"Building Decision Trees with Constraints"
Classification is an important problem in data mining. Given a database of
records, each with a class label, a classifier generates a concise and
meaningful description for each class that can be used to classify
subsequent records. A number of popular classifiers construct decision
trees to generate class models. Frequently, however, the constructed trees are
complex with hundreds of nodes and thus difficult to comprehend,
a fact that calls into question an often-cited benefit that decision
trees are easy to interpret.
In this paper, we address the problem of constructing "simple"
decision trees with few nodes that are easy for humans to interpret.
By permitting users to specify constraints on tree size or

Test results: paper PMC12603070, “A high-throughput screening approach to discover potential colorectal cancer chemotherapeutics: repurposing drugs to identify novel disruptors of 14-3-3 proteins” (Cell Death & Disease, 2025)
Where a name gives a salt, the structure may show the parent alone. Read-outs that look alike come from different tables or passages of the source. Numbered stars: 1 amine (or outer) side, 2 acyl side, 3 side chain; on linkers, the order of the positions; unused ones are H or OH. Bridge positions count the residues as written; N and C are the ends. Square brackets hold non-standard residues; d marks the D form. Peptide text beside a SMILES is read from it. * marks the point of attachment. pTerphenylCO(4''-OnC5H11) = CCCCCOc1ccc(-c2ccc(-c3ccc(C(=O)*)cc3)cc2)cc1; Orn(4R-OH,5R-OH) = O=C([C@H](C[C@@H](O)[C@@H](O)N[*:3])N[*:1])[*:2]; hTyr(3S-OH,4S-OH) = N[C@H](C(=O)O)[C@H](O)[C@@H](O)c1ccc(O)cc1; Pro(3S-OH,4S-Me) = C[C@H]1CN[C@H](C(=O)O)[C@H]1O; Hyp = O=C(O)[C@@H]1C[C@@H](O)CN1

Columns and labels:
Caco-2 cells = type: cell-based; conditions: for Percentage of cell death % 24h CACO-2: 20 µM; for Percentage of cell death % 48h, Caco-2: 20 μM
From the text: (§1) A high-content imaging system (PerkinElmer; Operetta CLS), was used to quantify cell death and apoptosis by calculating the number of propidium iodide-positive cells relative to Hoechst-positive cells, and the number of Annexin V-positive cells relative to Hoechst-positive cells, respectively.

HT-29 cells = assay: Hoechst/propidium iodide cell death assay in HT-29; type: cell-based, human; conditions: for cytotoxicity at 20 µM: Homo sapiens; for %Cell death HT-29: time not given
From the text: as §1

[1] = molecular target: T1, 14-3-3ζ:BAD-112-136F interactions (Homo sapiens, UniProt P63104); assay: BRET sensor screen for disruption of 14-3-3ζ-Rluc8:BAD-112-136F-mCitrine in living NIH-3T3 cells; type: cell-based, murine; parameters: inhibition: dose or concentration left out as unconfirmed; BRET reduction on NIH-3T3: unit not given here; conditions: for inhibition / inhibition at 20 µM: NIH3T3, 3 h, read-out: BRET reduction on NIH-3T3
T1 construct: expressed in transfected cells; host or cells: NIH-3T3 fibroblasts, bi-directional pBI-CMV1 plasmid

accuracy, and then building
the "best" tree that satisfies the constraints, we ensure that the
final tree is both easy to understand and has good
accuracy. We develop novel branch-and-bound algorithms for pushing
the constraints into the building phase of classifiers, and pruning
early tree nodes that cannot possibly satisfy the constraints.
Our experimental results with real-life and synthetic data sets
demonstrate that significant performance speedups and reductions in the number
of nodes expanded can be achieved as a result of incorporating knowledge
of the constraints into the building step as opposed to applying
the constraints after the entire tree is built.
Copyright © 2003, Kluwer Academic Publishers. All rights reserved.